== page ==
If you can get out here right after a good rain/snow storm passes through, you will not regret it. It's a pleasant hike to the campground, there's tons of trees around the lake, and though you have to camp on 1 side of the lake, there's lots of options. Definitely recommend a mid-Fall or Spring trip.
This is a very popular campsite, so it fills up quick, and gets crowded. But if you go in early/mid May, before the weather shapes up, you can have the feeling of having the whole lake to yourself. Just be ready for some cold nights!
This is a great campsite if you want to get out during the winter, but don't want to get stuck in deep snow. It's also great for beginners. The second time I visited this campsite, I brought a friend who was coming out for his first backpacking trip. The trail to get here is technical enough to be challenging and fun, without the high altitude lung busting that is usually necessary for dense tree areas.
When you get there you'll find several fire rings that can be used during safe seasons. Be sure to check with the Los Padres National Forest site to make sure you can have an open fire.
The creek here runs year round, so you can expect to find easy water access throughout the campsite.
Another big plus is the abundance of trees in this area. This worked out beautiful for my friend and I as we were hammock camping. But there are tons of tent sites available here too.
This is not an easy location to get to, but if you take the PCT High Trail, it's relatively easy. Still a ~8 mile hike in, but it's SO worth it.
The lake is beautiful at all times of day. Campsites are plentiful, but you need to look for them. You will find small trials leading off from the mail trail along the lake, and those will lead you to campsites.
Rangers are very picky about checking permits. We didn't see any rangers up there when we went, but that's the rumor. Also, lots of bears in this area. Again, we didn't see any, but we're always very careful about food storage.
This is such a great campsite. It was my first backpacking campsite, and I've revisited once since then. There are lots of established campsites and they're easy to find. Expect very high winds at night. Setup your camp behind established rock walls and trees and you'll be okay. Both times I've gone, I was in a hammock, and the wind was a bit of a problem.
The views from this campsite are amazing and there's a fresh spring just a 1/4 mile up the trail. It's not too far, and the hill isn't too steep, but it is a 9000ft elevation, so it's a bit of work. Well worth it though, and a fun place to stay.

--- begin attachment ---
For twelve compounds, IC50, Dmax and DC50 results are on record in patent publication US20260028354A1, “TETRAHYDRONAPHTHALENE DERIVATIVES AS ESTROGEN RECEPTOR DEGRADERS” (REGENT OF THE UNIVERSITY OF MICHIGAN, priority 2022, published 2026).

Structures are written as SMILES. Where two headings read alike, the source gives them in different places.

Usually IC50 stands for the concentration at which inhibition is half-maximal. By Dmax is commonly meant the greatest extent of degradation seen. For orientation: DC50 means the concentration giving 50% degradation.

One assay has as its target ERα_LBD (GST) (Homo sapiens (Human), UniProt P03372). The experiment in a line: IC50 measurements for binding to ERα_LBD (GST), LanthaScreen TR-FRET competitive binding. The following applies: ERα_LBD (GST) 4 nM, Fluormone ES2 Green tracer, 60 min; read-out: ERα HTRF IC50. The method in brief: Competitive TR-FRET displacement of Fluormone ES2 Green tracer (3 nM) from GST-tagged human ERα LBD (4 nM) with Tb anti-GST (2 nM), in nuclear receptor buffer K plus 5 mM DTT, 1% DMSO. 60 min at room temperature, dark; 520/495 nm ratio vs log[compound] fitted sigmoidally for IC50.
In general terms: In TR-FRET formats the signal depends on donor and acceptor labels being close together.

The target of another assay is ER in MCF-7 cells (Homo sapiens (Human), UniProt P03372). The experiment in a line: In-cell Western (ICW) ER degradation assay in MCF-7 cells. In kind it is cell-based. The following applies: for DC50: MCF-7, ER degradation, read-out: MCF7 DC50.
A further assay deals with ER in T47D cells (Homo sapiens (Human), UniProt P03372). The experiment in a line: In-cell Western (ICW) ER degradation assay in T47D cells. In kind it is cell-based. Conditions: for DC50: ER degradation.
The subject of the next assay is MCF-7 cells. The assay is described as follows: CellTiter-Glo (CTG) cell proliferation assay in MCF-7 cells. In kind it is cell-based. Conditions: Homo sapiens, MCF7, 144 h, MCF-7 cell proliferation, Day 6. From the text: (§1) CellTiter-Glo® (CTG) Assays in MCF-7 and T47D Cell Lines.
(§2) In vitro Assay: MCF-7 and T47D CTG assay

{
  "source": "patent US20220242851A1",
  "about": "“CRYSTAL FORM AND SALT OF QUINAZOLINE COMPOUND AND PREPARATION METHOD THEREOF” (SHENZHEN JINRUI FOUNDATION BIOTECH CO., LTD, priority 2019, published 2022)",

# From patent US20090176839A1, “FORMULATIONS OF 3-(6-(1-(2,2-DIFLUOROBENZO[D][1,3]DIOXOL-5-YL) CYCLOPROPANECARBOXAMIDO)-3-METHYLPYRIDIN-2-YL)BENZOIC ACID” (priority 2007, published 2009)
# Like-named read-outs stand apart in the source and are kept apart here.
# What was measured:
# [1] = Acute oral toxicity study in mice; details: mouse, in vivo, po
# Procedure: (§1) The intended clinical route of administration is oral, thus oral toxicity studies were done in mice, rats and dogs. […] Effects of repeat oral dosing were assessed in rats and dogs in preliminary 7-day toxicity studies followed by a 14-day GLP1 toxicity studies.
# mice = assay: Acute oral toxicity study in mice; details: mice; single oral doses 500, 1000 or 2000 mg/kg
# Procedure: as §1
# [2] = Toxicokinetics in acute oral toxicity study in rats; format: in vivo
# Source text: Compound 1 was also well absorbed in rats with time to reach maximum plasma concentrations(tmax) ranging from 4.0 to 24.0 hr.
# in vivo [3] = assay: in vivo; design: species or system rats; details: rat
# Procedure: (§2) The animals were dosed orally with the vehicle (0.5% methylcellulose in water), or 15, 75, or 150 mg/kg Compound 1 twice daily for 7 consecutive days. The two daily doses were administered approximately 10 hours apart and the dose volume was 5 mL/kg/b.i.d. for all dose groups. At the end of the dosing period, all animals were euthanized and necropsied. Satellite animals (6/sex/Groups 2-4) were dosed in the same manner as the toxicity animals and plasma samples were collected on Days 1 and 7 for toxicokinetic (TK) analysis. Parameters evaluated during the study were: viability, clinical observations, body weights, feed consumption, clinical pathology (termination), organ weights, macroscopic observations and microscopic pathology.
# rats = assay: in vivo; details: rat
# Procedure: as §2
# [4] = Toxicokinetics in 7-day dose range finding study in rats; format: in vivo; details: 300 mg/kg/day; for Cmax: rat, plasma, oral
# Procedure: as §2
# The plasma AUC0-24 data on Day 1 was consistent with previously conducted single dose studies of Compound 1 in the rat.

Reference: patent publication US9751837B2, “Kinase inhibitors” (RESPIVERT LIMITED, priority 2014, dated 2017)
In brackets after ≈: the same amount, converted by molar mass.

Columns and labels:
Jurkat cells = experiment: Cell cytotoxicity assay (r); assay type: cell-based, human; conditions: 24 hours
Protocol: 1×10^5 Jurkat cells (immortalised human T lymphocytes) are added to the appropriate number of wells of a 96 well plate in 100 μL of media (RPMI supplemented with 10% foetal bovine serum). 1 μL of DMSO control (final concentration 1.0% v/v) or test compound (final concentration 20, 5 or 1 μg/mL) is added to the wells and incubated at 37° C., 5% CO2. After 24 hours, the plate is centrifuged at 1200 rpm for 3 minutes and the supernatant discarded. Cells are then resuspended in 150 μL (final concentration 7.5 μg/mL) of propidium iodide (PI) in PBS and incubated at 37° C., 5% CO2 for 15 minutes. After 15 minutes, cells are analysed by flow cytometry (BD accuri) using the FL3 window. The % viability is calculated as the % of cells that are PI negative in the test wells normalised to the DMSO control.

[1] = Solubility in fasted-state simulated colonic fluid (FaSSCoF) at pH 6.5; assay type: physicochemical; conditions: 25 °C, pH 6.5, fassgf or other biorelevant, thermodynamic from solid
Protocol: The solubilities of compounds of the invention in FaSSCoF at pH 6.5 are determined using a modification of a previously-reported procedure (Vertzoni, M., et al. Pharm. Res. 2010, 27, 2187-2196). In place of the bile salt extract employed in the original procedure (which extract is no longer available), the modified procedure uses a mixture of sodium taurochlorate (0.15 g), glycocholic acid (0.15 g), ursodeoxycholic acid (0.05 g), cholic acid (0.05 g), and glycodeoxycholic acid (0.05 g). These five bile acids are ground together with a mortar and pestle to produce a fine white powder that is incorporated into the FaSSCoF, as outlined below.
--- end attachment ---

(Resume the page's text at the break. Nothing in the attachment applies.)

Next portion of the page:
This campsite has small sites that are right on top of each other. We had site #2 and we were right on top of our neighbors, and we could smell the toilets from everywhere in camp. They are pit toilets, and they stink.
Good news is, no bear sightings, especially since there are no bear bins. That's right, bring your own bear proof containers, because they're not provided here. The camp host told us there had been no sightings all year, and that we should be safe to leave our food in the car. We were only there two nights, but we didn't like that.
Overall, it's a cool and quiet campground. But the lack of space, and the stink make it not worth visiting.
This place is amazing. You'll be camping in an old Sequoia Grove that was milled. There are still a couple sequoias nearby that you can hike right up to, but even cooler are the giant stumps left over that you can right next to. We got site 17 out of 21 sites and it is THE BEST site in camp. Fair warning, this campsite is referred to as "Bear Ally" by the rangers because that's where they come up from the forest to come checkout food opportunities at camp. We only saw 1 adolescent bear the 5 days we were up there.
All campsites are First Come, First Served, so be sure to get there early.
This is a great campground. The sites are easy to get into and park. You usually have a lot of room to yourself. There are lots of trees for shade at camp. The lake is (generally) a short walk from camp. And you can even hike down the lake for 1/2 mile to the Hume Lake Christian Camp, where they have a visitor center, kayaks for rent, and even a general store with lots of food and supply options.
This is one of my favorite car camping sites, and I'd recommend it to everyone.
If you're camping here, you're going to see beautiful lakes and a giant waterfall that's just a short walk from any campsite. However, be prepared to be right on top of each other, without a lot of space.
The bathrooms have flushing toilets and running sinks, so they don't stink and aren't terrible to camp next to if you have to. (Site 11 was the only one left the second time I stayed here, but there was no bathroom smell).
This is a great campsite for backpackers getting to Mammoth lakes and acclimating to the altitude before setting off.